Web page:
T.M.X. Elmo debuts following 19 months of covert preparation

LOS ANGELES: Fisher-Price employed 19 months of cloak-and-dagger secrecy to prepare for this week's unveiling of T.M.X. Elmo, the 10th anniversary (or "extreme") edition of its wildly popular Tickle Me Elmo doll.

LOS ANGELES: Fisher-Price employed 19 months of cloak-and-dagger secrecy to prepare for this week's unveiling of T.M.X. Elmo, the 10th anniversary (or "extreme") edition of its wildly popular Tickle Me Elmo doll.

The toy's media debut took place on Good Morning America on September 19, the same day the toy was made available in stores globally. The in-store launch date was carefully selected to clearly avoid potential Monday or Friday headline conflicts, or news associated with September 11.

The GMA spot was one of the final steps in a carefully orchestrated plan that included Hispanic outreach, partnerships with retailers based solely on trust, and guarding the product from leaking to the media until the very end.

"We kicked off this program with PR right in the launch, [a] specific part of the program," said David Almark, GM of Fisher-Price Friends.

The PR program for this Elmo was significantly different from the original, said Freeman Public Relations CEO Bruce Maguire. Freeman was the agency responsible for both efforts.

Much of the original Tickle Me Elmo publicity happened organically, he said. "In this case, the bar was set so high, and the expectations would be so high, we had to ask, 'What do we do?'"

The concept of the toy was originally teased to the media in November 2005, at Mattel-Fisher-Price's annual sales toy fair show, said Ellie Bagli, Freeman SVP.

But journalists were not permitted to actually see the toy. Fisher-Price offered an identical presentation to buyers and media at the New York American International Toy Fair in February.

Independent toy analysts Jim Silver and Chris Byrne were the only two people outside of T.M.X. Elmo's immediate marketing, promotions, and development team to be given an advance glimpse at the product, Maguire said. Even for them, Fisher-Price reps were on hand to demonstrate it and asked for signed nondisclosures.

Even Freeman reps had to sign an agreement.

In 26 years of working with the toy industry, "I've never been made to sign a nondisclosure before," Maguire said.

The advertising, crafted by Foote, Cone & Belding in New York, also couldn't feature the toy.

"It was too much of a risk," Bagli said.

While not revealing the toy could have posed a problem, she added, it was also newsworthy: The Toy Fair presentation resulted in a USA Today piece about "all the buzz and excitement about keeping it secret," said Bagli. "[That was] the first big break to the media that something was up."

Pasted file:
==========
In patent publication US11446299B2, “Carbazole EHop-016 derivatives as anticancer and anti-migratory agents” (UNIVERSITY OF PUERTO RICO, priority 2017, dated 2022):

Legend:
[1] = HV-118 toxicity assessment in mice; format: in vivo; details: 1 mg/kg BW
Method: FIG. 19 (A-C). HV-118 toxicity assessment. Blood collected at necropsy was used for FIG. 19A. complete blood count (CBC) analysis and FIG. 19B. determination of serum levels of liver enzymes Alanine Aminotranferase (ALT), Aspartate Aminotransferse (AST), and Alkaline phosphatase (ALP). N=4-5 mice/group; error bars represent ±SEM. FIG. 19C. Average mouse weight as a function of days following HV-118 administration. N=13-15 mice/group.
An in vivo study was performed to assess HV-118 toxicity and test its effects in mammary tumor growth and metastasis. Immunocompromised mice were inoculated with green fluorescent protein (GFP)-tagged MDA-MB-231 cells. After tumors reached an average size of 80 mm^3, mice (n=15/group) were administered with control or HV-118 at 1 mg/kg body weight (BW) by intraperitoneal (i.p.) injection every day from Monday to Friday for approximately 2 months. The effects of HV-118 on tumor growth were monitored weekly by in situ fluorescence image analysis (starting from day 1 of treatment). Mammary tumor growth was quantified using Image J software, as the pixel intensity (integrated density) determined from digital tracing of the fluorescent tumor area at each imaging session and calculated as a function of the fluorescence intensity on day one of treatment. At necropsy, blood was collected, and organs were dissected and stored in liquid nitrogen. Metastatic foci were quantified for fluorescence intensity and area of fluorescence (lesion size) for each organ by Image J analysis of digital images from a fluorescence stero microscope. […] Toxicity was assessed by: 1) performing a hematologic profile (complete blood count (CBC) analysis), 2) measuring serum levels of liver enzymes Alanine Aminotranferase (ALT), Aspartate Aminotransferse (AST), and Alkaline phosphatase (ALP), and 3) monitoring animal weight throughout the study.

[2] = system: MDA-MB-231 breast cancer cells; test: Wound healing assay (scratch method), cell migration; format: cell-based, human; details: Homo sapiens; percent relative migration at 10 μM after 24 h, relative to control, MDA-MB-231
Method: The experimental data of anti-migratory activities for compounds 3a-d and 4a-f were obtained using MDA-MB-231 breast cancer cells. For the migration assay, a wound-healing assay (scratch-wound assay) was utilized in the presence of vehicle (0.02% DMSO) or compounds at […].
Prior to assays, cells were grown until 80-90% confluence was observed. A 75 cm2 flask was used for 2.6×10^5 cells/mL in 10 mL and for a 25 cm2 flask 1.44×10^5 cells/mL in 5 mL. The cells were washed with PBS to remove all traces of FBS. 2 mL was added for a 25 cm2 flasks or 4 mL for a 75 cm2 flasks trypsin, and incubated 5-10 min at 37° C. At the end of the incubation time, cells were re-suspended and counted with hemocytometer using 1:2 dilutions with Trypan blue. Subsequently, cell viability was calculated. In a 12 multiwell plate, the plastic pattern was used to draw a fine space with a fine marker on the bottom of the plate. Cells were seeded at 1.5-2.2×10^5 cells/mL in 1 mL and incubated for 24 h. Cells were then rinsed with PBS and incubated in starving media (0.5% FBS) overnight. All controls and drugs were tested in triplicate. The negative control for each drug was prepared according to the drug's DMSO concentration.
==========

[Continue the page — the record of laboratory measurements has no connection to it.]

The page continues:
Another key strategy, Maguire said, was a sight-unseen partnership with retailers, including Wal-Mart, KBToys, Target, and Toys R Us, which provided "multiple voices telling the press it was going to be hot."

"T.M.X. Elmo has infused the industry with excitement very early in the holiday shopping season," noted Anita Frazier, a toy industry analyst with the NPD Group. "In any typical year, nearly 50% of annual toy sales are rung up in the last three months. Anything that gets excitement going earlier helps the industry overall."

The GMA debut was secured in March, noted Bagli. After GMA, T.M.X. Elmo's next stop was The View, an obvious choice, as co-host Rosie O'Donnell was instrumental in the launch of the original Elmo. In addition to auctioning off a special-edition T.M.X. Elmo - signed by Mattel Brands president Neil Freidman and Muppeteer Kevin Clash - The View was delivered enough products for every audience member to take one home.

Freeman and Fisher-Price organized launch-day events, including in-store demos and early store openings, which boosted coverage and word of mouth for both the toy and retailers. In the days prior to T.M.X. Elmo's release, Internet chat rooms and blogs buzzed with discussion about where Elmo fans would be camping out to get their Sesame Street fix first.

This time around, Fisher-Price also employed Hispanic outreach, overseen by Brenda Andolina, head of PR and brand development at the company. Working with Freeman and Hispanic PR firm MarketVision, Fisher-Price reached out to both in-language and English media - "the first time we did so in a big way," she said.

Another difference from the original Elmo effort, said Maguire, is how much more involved the firm was in the global launch. "We had to make sure everybody is on the same timeline," he said. "Nothing can happen [prior to] GMA."

Though T.M.X. Elmo has been revealed, Maguire said the firm's work is not done. "Our program now has to be re-evaluated because of what happened."

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